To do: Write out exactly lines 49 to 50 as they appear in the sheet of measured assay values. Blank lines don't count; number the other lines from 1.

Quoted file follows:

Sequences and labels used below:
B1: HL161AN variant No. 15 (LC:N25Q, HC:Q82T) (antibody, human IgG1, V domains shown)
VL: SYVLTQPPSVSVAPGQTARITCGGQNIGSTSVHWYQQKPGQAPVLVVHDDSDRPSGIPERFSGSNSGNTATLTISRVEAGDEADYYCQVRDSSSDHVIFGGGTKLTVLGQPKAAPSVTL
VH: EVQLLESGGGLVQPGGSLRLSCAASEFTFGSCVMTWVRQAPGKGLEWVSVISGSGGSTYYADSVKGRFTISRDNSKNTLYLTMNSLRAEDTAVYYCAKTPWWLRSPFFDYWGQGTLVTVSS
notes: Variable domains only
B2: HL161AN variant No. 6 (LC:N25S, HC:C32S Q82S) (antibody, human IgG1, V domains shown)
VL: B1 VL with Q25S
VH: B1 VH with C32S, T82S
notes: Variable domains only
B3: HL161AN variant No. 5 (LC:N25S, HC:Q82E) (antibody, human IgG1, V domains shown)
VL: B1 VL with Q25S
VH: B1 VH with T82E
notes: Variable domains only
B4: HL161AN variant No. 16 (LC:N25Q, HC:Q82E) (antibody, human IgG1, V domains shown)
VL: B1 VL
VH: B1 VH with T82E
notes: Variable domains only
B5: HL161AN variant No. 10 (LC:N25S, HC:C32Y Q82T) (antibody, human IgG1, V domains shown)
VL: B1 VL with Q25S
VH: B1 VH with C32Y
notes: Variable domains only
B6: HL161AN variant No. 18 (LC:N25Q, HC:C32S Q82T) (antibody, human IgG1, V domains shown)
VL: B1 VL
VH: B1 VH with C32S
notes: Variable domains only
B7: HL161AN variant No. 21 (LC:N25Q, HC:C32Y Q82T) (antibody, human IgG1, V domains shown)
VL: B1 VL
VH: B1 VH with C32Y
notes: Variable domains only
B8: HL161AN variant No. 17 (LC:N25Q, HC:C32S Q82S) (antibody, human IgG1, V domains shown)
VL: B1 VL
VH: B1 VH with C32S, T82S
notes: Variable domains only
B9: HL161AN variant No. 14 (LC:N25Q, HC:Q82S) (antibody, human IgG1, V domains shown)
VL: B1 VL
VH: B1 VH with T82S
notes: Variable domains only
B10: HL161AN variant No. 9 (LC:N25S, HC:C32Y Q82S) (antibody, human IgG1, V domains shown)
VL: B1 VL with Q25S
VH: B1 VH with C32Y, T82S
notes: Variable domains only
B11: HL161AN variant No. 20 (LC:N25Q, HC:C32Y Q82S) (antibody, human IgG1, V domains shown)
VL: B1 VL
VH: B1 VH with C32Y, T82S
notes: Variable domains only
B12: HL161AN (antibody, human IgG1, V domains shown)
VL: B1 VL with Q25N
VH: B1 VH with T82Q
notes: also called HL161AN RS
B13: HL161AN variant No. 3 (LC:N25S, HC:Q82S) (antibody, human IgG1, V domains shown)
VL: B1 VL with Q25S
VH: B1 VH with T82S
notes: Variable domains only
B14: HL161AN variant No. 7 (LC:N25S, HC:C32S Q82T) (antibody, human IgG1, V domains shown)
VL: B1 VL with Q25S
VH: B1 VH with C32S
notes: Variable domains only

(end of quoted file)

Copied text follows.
notes: also called HL161AN RS
B13: HL161AN variant No. 3 (LC:N25S, HC:Q82S) (antibody, human IgG1, V domains shown)